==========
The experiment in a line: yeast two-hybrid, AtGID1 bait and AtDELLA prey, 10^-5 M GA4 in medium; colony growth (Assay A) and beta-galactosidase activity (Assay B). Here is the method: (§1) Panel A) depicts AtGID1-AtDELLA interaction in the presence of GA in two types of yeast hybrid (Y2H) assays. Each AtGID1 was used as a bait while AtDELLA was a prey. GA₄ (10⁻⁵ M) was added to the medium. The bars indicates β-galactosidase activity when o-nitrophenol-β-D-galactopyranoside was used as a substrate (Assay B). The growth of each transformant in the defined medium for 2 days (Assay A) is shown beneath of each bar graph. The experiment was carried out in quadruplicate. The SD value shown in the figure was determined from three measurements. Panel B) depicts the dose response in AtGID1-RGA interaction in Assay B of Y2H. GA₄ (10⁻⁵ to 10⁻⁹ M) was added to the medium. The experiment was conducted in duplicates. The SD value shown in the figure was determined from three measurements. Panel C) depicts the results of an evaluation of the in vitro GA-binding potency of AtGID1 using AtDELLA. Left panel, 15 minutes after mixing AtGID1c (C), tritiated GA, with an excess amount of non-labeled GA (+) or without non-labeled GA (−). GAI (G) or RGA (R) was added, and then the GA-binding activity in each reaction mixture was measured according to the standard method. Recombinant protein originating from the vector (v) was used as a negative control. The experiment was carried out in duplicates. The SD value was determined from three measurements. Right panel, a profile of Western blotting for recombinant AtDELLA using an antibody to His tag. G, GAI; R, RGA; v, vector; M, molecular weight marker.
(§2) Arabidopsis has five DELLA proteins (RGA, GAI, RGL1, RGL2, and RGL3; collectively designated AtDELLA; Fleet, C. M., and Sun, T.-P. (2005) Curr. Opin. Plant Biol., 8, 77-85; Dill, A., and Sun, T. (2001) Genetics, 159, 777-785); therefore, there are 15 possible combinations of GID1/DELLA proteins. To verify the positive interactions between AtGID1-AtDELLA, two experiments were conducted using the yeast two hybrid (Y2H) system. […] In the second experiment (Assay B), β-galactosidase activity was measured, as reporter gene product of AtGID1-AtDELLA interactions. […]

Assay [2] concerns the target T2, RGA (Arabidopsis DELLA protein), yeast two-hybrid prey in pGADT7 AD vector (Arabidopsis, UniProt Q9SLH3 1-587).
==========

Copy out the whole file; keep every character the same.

The experiment in a line: yeast two-hybrid, AtGID1 bait and AtDELLA prey, 10^-5 M GA4 in medium; colony growth (Assay A) and beta-galactosidase activity (Assay B). Here is the method: (§1) Panel A) depicts AtGID1-AtDELLA interaction in the presence of GA in two types of yeast hybrid (Y2H) assays. Each AtGID1 was used as a bait while AtDELLA was a prey. GA₄ (10⁻⁵ M) was added to the medium. The bars indicates β-galactosidase activity when o-nitrophenol-β-D-galactopyranoside was used as a substrate (Assay B). The growth of each transformant in the defined medium for 2 days (Assay A) is shown beneath of each bar graph. The experiment was carried out in quadruplicate. The SD value shown in the figure was determined from three measurements. Panel B) depicts the dose response in AtGID1-RGA interaction in Assay B of Y2H. GA₄ (10⁻⁵ to 10⁻⁹ M) was added to the medium. The experiment was conducted in duplicates. The SD value shown in the figure was determined from three measurements. Panel C) depicts the results of an evaluation of the in vitro GA-binding potency of AtGID1 using AtDELLA. Left panel, 15 minutes after mixing AtGID1c (C), tritiated GA, with an excess amount of non-labeled GA (+) or without non-labeled GA (−). GAI (G) or RGA (R) was added, and then the GA-binding activity in each reaction mixture was measured according to the standard method. Recombinant protein originating from the vector (v) was used as a negative control. The experiment was carried out in duplicates. The SD value was determined from three measurements. Right panel, a profile of Western blotting for recombinant AtDELLA using an antibody to His tag. G, GAI; R, RGA; v, vector; M, molecular weight marker.
(§2) Arabidopsis has five DELLA proteins (RGA, GAI, RGL1, RGL2, and RGL3; collectively designated AtDELLA; Fleet, C. M., and Sun, T.-P. (2005) Curr. Opin. Plant Biol., 8, 77-85; Dill, A., and Sun, T. (2001) Genetics, 159, 777-785); therefore, there are 15 possible combinations of GID1/DELLA proteins. To verify the positive interactions between AtGID1-AtDELLA, two experiments were conducted using the yeast two hybrid (Y2H) system. […] In the second experiment (Assay B), β-galactosidase activity was measured, as reporter gene product of AtGID1-AtDELLA interactions. […]

Assay [2] concerns the target T2, RGA (Arabidopsis DELLA protein), yeast two-hybrid prey in pGADT7 AD vector (Arabidopsis, UniProt Q9SLH3 1-587).